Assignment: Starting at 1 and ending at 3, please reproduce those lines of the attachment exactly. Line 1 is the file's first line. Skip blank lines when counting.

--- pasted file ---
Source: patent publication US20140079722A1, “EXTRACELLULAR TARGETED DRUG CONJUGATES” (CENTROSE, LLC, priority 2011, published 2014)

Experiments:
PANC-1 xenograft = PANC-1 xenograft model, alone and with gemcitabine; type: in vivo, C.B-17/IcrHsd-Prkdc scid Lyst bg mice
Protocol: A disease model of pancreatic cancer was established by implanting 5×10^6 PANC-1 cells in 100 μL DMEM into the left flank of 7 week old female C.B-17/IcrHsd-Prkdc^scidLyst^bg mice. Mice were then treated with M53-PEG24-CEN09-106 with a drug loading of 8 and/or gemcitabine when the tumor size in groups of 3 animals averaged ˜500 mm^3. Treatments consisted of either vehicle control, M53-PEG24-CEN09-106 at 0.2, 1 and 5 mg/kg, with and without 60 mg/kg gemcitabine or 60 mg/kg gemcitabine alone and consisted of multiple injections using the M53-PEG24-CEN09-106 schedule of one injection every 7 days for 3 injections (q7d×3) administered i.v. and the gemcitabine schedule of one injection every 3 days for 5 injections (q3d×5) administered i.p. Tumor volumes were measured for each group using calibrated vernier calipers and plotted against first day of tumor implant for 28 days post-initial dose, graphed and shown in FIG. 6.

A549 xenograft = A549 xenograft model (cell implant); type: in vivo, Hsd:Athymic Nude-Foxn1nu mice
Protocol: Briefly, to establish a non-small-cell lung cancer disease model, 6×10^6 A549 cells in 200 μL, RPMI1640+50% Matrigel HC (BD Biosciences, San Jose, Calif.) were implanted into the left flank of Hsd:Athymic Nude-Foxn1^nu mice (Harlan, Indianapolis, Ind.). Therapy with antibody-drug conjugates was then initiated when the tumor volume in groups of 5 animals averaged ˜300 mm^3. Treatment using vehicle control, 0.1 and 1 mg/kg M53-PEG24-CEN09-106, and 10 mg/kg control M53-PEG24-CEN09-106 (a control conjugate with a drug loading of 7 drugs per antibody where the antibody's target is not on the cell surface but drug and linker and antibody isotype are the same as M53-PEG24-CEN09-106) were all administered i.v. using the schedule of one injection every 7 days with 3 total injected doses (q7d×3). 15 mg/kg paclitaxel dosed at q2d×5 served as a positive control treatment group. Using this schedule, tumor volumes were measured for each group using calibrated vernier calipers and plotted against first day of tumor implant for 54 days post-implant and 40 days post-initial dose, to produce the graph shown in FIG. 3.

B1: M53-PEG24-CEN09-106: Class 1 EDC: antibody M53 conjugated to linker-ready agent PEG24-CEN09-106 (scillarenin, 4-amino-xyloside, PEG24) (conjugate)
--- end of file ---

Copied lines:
Source: patent publication US20140079722A1, “EXTRACELLULAR TARGETED DRUG CONJUGATES” (CENTROSE, LLC, priority 2011, published 2014)

Experiments:
PANC-1 xenograft = PANC-1 xenograft model, alone and with gemcitabine; type: in vivo, C.B-17/IcrHsd-Prkdc scid Lyst bg mice